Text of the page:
A Smoky Mountain Christmas (1986)

Dolly Parton stars in this sweet family tale as country music star Lorna Davis, who finds refuge from her chaotic life in Los Angeles in the Smoky Mountains at a friend's cabin. She then runs into some strange and lovable characters, including a witch and seven seriously adorable orphan children on her journey. Her first made-for-TV Christmas film was, and still is, a wholesome classic tradition for many Dolly fans during the holidays. 

Does the story sound familiar? That's because Dolly basically becomes the Smoky Mountains version of Snow White with her seven "dwarves," as described by Southern Living. The witch tries to poison Lorna with an apple pie, but all's well that ends well in this Christmas gem. 

Did we mention there's lots of singing? Dolly performs nearly a dozen Christmas tunes, including the classic "Here Comes Santa Claus" and her own song, "Country Memories."  If the Hallmark Channel had been around in 1986, this would have definitely been on it.

Steel Magnolias (1989)

A classic film and a certified tear-jerker, Steel Magnolias has an all-star cast in which Dolly Parton is an irreplaceable part as hair stylist and beauty shop owner Truvy Jones. Based on the book and play by Robert Harling, the story touches on some incredibly dark family topics, including diabetic pregnancy. Shelby, played by a young Julia Roberts, decides to get pregnant despite the life-and-death medical risks involved with her type 1 diabetes diagnosis. According to The Atlantic, the touching storyline is based on Harling's sister's experience with the disease, which is possibly why it comes across as so real and personable. Over the course of the film, Shelby decides to go against the medical advice she receives to become a mom, and the film's cast of close-knit women find ways to support her in her journey, even if they don't all agree with it. 

Steel Magnolias has been praised as a celebration of women. It is rare for a film's stars to be all women, while the male characters take a back seat.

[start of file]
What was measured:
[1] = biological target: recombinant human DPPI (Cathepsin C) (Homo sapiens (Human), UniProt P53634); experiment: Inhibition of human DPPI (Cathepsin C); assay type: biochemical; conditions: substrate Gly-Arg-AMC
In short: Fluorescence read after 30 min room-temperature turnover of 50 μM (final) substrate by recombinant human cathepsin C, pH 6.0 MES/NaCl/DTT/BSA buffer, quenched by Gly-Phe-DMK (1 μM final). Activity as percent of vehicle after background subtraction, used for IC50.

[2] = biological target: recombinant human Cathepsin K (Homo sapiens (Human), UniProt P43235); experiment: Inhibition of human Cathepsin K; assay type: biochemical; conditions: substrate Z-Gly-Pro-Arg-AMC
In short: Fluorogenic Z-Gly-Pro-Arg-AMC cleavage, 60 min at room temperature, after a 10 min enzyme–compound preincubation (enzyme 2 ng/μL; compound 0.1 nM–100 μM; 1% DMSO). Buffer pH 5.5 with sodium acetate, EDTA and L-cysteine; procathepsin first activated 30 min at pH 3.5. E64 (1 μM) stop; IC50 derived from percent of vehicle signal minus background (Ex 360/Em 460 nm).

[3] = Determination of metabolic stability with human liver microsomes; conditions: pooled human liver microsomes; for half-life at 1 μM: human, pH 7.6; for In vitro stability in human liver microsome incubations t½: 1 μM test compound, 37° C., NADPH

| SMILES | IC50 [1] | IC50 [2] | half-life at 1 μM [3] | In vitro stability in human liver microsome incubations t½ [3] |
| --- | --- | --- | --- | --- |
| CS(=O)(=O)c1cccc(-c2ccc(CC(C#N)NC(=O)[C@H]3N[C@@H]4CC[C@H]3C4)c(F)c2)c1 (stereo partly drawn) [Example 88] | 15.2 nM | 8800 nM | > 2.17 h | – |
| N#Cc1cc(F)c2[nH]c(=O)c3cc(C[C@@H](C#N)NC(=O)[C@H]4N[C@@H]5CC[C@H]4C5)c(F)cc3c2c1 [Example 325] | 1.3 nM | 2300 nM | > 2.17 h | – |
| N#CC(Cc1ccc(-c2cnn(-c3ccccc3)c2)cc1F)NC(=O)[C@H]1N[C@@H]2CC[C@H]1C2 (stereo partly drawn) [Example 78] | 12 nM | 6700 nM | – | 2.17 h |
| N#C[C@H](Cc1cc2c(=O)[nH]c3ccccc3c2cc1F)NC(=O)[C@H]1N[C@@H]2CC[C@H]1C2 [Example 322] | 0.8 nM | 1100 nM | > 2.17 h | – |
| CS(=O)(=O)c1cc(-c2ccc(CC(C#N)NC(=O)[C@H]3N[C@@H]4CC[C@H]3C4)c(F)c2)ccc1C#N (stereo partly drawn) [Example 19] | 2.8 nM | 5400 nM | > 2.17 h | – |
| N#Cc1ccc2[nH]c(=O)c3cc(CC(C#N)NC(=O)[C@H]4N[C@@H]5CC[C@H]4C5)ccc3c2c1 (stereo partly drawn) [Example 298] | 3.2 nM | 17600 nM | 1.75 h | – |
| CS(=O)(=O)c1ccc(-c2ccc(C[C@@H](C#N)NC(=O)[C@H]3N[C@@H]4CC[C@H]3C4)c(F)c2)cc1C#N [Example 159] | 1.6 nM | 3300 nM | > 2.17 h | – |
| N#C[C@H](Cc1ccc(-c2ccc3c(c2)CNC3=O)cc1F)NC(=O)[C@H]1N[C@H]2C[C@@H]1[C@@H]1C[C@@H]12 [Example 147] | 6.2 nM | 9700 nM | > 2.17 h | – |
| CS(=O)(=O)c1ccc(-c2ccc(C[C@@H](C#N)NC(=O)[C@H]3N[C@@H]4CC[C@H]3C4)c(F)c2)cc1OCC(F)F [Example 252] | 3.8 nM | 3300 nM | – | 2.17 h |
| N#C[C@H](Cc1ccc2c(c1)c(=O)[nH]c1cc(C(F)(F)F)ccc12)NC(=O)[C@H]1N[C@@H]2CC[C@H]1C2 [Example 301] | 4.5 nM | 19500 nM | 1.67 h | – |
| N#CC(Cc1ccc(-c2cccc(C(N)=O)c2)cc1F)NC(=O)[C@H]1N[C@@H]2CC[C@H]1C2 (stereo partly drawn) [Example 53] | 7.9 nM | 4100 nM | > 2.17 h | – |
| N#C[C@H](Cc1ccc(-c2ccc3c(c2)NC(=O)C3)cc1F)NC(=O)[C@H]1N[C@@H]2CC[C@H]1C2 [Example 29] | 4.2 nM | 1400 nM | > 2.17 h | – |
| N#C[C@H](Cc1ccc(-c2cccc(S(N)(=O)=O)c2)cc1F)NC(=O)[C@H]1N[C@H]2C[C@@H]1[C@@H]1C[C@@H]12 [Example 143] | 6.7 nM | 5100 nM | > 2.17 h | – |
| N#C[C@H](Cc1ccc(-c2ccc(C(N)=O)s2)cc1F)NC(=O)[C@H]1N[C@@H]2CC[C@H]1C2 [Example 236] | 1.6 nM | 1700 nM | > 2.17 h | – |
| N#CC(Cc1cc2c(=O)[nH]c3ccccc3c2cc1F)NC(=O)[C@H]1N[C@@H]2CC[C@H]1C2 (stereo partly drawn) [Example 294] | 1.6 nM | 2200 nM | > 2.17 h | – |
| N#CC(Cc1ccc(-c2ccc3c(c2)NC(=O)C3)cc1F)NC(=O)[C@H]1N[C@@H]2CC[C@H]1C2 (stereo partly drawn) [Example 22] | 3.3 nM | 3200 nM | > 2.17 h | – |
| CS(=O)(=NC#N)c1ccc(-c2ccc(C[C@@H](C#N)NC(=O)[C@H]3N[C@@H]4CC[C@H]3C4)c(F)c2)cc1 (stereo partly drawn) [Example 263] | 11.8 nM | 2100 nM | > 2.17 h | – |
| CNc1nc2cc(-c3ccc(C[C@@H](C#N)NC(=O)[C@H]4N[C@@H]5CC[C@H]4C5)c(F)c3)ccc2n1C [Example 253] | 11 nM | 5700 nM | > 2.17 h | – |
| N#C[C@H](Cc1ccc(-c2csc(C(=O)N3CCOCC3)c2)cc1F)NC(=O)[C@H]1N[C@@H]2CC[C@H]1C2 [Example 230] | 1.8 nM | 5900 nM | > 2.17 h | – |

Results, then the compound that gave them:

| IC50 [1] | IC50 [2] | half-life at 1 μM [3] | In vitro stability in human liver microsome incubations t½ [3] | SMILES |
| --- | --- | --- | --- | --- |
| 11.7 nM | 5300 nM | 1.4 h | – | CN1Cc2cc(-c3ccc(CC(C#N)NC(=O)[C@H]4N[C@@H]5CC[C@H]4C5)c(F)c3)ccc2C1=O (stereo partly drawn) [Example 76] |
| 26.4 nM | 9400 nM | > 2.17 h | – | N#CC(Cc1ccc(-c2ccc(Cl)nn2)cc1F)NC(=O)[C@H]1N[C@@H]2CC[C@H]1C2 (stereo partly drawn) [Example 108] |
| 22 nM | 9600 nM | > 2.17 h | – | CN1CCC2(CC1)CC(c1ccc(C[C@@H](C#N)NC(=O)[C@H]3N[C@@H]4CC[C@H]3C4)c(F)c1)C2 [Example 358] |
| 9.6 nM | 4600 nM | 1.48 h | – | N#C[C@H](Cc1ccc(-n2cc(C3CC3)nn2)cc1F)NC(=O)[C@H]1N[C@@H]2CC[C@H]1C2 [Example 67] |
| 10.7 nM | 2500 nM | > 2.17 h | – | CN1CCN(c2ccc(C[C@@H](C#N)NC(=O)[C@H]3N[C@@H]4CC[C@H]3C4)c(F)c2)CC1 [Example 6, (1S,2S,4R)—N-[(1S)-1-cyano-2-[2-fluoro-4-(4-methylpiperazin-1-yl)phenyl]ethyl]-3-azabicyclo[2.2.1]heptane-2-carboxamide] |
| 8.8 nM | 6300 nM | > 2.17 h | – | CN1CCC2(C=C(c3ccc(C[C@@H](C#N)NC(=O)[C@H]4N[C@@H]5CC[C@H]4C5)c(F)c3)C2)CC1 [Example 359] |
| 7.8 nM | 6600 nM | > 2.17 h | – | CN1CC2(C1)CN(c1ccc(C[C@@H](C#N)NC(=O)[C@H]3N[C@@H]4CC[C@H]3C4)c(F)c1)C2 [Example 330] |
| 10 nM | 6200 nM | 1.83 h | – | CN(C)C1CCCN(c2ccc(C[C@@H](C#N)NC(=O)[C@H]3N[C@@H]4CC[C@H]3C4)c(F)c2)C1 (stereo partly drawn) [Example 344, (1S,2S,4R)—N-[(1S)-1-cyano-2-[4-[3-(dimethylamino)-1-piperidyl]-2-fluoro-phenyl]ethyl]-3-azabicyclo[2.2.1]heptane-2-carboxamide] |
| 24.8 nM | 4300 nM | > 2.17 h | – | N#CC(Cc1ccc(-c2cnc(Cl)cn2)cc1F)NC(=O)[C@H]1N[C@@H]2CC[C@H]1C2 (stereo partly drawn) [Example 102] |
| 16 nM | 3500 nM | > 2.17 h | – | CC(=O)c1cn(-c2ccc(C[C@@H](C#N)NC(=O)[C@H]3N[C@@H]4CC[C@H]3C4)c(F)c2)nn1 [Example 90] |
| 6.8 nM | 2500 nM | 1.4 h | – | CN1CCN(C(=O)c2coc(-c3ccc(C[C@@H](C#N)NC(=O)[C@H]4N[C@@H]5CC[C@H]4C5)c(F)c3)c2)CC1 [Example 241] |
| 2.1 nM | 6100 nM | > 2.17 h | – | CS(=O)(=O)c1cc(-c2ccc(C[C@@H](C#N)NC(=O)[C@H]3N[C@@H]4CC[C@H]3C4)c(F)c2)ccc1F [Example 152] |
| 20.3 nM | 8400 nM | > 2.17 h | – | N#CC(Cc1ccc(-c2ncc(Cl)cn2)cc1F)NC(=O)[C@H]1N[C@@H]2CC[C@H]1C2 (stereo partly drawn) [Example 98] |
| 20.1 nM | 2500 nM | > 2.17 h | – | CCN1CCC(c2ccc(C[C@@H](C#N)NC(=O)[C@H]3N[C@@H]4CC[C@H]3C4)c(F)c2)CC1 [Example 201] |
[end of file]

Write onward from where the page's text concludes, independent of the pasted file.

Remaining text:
Dolly's character Truvy was created for Harling's friend, Margo Martindale, who played the character off-Broadway. Apparently, the film's director, Herb Ross, was not a huge fan of Parton. The cast of ladies have discussed Ross years later, divulging that he was not only harsh on Roberts but said to Dolly, "Why don't you take some acting lessons?" to which Sally Field exclaimed, "You don't say that to Dolly Parton!" To this day, the film's cult audience couldn't imagine the movie without her.

Wild Texas Wind (1991)

This one is almost like watching a warped B-movie set to music. The made-for-television film, co-starring Gary Busey, was an excellent vessel for Parton to prove people like Steel Magnolias director Herb Ross wrong. 

The plot is rather serious, and Parton and Busey don't seem like an obvious pair. Parton stars as an aspiring country singer, Thiola Rayfield, who isn't having the best luck with her career. While singing in nightclubs on the road, she meets Justice Parker, the owner of a Texas club, and they fall in love. But it turns out that Justice is an alcoholic manic-depressive who physically abuses Thiola. When he's murdered, she becomes the prime suspect. 

Wild Texas Wind gets a lot of criticism for not handling domestic violence the right way, but it generally received positive reviews. Parton financed and produced the film. A sequel and studio album were both discussed, but neither ever materialized. Could this movie be any stranger? Yes. Per Entertainment WeeklyWillie Nelson makes a cameo appearance as himself. Does he even act? 

Straight Talk (1992)

Another film that doesn't get talked about much in the 21st century is Straight Talk, starring Dolly Parton and James Woods. Dolly plays a lovable Southern failed dance instructor, Shirlee, who leaves her boyfriend and moves to Chicago to start anew as a modern career woman. Shirlee quickly finds herself working for a sleeper hit psychiatric radio show and becomes an accidental radio psychologist. 

It's a romantic musical comedy with Woods as Parton's love interest. Sound strange? It is. But it's worth it to see Parton's charismatic performance. She was easily hailed as the best part of the film and quite possibly its only saving grace. Woods, as Empire's William Thomas writes, "[looks] terrible [and] is less happily employed with quite the most excruciatingly corny lines of his career." Ouch. 

The late great critic Roger Ebert gave Straight Talk only two stars, writing, "The screenplay is so painfully conventional that it's clear nobody involved with the movie wanted to push it into new ground or let it take chances. Nothing happens that is not permitted in cliche heaven." However, he does give credit where it's due to Parton by adding that, "The best scenes in the movie are the ones where the Parton character simply speaks her mind. Her advice is sound, earthy and blunt." 

Tell Dollyphiles something they don't already know, Roger. 

Unlikely Angel (1996)